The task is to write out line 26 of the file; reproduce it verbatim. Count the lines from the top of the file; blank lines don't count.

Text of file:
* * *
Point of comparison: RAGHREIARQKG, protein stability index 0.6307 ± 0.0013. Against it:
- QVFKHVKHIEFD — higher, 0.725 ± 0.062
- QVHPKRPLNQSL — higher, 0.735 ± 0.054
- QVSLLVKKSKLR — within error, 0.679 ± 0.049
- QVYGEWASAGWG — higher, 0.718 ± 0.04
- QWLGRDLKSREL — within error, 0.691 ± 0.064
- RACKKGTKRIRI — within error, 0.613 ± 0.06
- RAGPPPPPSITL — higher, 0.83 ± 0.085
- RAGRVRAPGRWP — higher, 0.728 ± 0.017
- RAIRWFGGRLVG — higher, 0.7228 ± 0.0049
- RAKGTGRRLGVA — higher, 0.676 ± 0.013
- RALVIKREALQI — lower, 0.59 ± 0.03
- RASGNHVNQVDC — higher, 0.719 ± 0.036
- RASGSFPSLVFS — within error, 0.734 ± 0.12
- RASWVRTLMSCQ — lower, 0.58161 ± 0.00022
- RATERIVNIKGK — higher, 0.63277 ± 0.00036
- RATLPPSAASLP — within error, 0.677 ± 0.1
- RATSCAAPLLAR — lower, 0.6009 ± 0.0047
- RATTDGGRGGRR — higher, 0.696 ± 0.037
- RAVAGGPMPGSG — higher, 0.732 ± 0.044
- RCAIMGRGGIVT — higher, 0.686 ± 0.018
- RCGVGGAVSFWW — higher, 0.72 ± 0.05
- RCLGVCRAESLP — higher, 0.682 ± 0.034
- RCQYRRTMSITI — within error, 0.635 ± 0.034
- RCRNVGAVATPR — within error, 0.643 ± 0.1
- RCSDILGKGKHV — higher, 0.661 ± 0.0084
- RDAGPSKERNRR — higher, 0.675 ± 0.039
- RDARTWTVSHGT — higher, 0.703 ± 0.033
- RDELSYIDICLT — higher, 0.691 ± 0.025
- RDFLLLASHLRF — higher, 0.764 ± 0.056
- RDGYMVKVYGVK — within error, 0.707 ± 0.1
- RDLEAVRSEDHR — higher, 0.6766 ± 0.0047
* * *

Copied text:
- RCSDILGKGKHV — higher, 0.661 ± 0.0084